Introduction to Blogging and Science Journalism
<ul><li>TA Introductions! </li></ul><ul><li>Blogging 101 </li></ul><ul><li>Twitter 101 </li></ul><ul><li>Science Journalis...
<ul><li>Blog = web + log </li></ul><ul><li>Originally was used more as an online journal </li></ul><ul><li>Updated frequen...
 
NOTE:
What is Twitter?
How to Use Twitter
<ul><li>Send class tweets to me, @JessL </li></ul><ul><li>Use our class hashtag, #ALES204 </li></ul>Twitter for ALES 204
<ul><li>Use your laptop, smart phone, friend’s laptop etc… to: </li></ul><ul><li>Tweet me something that you just learnt a...
<ul><li>It is a branch of journalism that uses reporting to convey information about science topics to the public.  </li><...
<ul><li>They must  </li></ul><ul><li>“ render the very detailed, specific and often jargon-laden information produced by s...
<ul><li>Example: At the Intelligent Systems for Molecular Biology meeting in July 2009, 1400 researchers came together </l...
<ul><li>“ a Project that basically puts action where the mouth is,” i.e. instead of blogging the 'eek, oh my, what's happe...
<ul><li>With a partner or in a group of 3: </li></ul><ul><li>Visit the New Science Journalism Project, choose a tag (energ...
New Science Journalism
<ul><li>Come to next class having read: </li></ul><ul><li>Public Library of Science (PLoS):  http://blogs.plos.org/blogosp...
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Lecture 3: Blogging, Twitter & Science Journalism

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Transcript of "Lecture 3: Blogging, Twitter & Science Journalism"

  1. 1. Introduction to Blogging and Science Journalism
  2. 2. <ul><li>TA Introductions! </li></ul><ul><li>Blogging 101 </li></ul><ul><li>Twitter 101 </li></ul><ul><li>Science Journalism </li></ul><ul><li>Homework </li></ul>Outline
  3. 3. <ul><li>Blog = web + log </li></ul><ul><li>Originally was used more as an online journal </li></ul><ul><li>Updated frequently </li></ul><ul><li>Implies a community (writers AND readers) </li></ul><ul><li>Promotes collaboration </li></ul><ul><li>A resource (just like our class blog is!) </li></ul><ul><li>Reverse Chronological entries (blog posts) </li></ul><ul><li>Effective E-Portoflio i.e. business card! </li></ul>What is a blog?
  4. 5. NOTE:
  5. 6. What is Twitter?
  6. 7. How to Use Twitter
  7. 8. <ul><li>Send class tweets to me, @JessL </li></ul><ul><li>Use our class hashtag, #ALES204 </li></ul>Twitter for ALES 204
  8. 9. <ul><li>Use your laptop, smart phone, friend’s laptop etc… to: </li></ul><ul><li>Tweet me something that you just learnt about twitter. </li></ul><ul><li>Remember, send to me (@JessL) and use our class hashtag </li></ul>Pop Quiz
  9. 10. <ul><li>It is a branch of journalism that uses reporting to convey information about science topics to the public. </li></ul><ul><li>The communication of scientific knowledge through mass media requires a special relationship between the world of science and news media, which is still just beginning to form. </li></ul><ul><li>Read more on wikipedia: http://en.wikipedia.org/wiki/Science_journalism </li></ul>What is Science journalism?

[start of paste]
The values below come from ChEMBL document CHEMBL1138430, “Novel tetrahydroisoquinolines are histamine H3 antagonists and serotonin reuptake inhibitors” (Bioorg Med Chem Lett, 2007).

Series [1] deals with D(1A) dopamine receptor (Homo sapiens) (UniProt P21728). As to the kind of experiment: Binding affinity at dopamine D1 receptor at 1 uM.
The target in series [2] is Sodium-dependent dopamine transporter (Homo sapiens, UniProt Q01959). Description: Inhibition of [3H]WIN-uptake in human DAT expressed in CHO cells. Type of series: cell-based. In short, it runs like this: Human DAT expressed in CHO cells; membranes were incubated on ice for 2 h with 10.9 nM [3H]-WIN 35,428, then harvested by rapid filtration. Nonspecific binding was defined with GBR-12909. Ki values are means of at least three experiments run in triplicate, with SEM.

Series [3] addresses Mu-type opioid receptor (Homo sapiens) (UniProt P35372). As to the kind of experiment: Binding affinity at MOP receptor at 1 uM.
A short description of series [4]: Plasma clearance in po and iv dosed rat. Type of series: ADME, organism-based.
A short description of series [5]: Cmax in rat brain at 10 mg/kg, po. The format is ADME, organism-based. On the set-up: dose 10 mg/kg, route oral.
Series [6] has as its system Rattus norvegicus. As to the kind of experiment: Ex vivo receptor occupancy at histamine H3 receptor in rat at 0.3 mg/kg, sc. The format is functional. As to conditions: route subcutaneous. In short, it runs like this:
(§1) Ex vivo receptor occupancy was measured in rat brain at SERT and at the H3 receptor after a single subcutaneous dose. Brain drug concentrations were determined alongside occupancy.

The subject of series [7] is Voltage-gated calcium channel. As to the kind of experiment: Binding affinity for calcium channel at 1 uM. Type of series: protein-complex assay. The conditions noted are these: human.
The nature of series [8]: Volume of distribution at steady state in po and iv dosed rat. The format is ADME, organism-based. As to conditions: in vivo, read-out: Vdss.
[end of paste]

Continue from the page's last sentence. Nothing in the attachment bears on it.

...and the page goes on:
10. 11. <ul><li>They must </li></ul><ul><li>“ render the very detailed, specific and often jargon-laden information produced by scientists into a form that the average media consumer can understand and appreciate, while still communicating the information accurately.” </li></ul>What are science journalists?
  11. 12. <ul><li>Example: At the Intelligent Systems for Molecular Biology meeting in July 2009, 1400 researchers came together </li></ul><ul><li>Hardly any maintained lengthy face-to-face contact…instead, </li></ul><ul><li>They tweeted and blogged about: </li></ul><ul><li>research as it was presented </li></ul><ul><li>followed parallel sessions </li></ul><ul><li>provided an opportunity for researchers not at the meeting, as well as a far wider community, to actively participate </li></ul><ul><li>Interestingly, the “virtual coverage” of the conference was so complete, that it was used to write an authoritative conference summary published in PLoS Computational Biology: http://www.ploscompbiol.org/article/info:doi/10.1371/journal.pcbi. 1000263 </li></ul>Social Media and Science Journalism
  12. 13. <ul><li>“ a Project that basically puts action where the mouth is,” i.e. instead of blogging the 'eek, oh my, what's happening to the news media world?' – it is instead an ambitious and pragmatic attempt at getting the next generation of science journalists well equipped with some solid science and new media skills </li></ul><ul><li>It promotes professional best practice and is seeking to implement a transparent advertising revenue exchange programme </li></ul>New Science Journalism Project
  13. 14. <ul><li>With a partner or in a group of 3: </li></ul><ul><li>Visit the New Science Journalism Project, choose a tag (energy, environment, health) and read a couple of articles </li></ul><ul><li>Discuss them with your partner/in your group </li></ul><ul><li>Each person in the group must then tweet (@JessL): </li></ul><ul><li>a short synopsis of each article (one tweet per article) </li></ul><ul><li>why the New Science Journalism project is important (@JessL and @nsjproject) </li></ul>Activity (or homework depending on Time!)
  14. 15. New Science Journalism
  15. 16. <ul><li>Come to next class having read: </li></ul><ul><li>Public Library of Science (PLoS): http://blogs.plos.org/blogosphere / </li></ul><ul><li>Scientopia: http://scientopia.org/blogs / </li></ul><ul><li>Not Exactly Rocket Science: </li></ul><ul><li>http://blogs.discovermagazine.com/notrocketscience / </li></ul>Homework

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